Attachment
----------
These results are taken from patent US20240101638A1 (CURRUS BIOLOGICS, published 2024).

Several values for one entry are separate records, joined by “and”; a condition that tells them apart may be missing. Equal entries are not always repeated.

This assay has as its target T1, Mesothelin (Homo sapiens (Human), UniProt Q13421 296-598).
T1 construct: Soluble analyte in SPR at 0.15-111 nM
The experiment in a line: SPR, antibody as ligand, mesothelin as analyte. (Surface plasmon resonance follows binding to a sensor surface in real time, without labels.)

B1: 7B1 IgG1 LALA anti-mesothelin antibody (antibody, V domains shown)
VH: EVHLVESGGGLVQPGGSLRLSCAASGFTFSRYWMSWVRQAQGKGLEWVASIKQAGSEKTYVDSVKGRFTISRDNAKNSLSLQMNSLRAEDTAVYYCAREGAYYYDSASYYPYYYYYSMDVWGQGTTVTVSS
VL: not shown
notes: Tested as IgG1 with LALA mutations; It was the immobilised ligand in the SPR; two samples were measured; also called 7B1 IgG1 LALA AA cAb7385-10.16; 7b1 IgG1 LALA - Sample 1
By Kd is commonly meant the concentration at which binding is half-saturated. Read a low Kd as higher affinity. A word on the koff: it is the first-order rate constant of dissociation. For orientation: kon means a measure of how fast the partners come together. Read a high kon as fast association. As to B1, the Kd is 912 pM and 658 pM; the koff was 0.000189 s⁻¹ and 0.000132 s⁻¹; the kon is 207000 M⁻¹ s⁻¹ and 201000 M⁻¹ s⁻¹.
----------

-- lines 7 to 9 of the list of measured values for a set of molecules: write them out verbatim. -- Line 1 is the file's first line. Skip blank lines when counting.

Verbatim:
VH: EVHLVESGGGLVQPGGSLRLSCAASGFTFSRYWMSWVRQAQGKGLEWVASIKQAGSEKTYVDSVKGRFTISRDNAKNSLSLQMNSLRAEDTAVYYCAREGAYYYDSASYYPYYYYYSMDVWGQGTTVTVSS
VL: not shown
notes: Tested as IgG1 with LALA mutations; It was the immobilised ligand in the SPR; two samples were measured; also called 7B1 IgG1 LALA AA cAb7385-10.16; 7b1 IgG1 LALA - Sample 1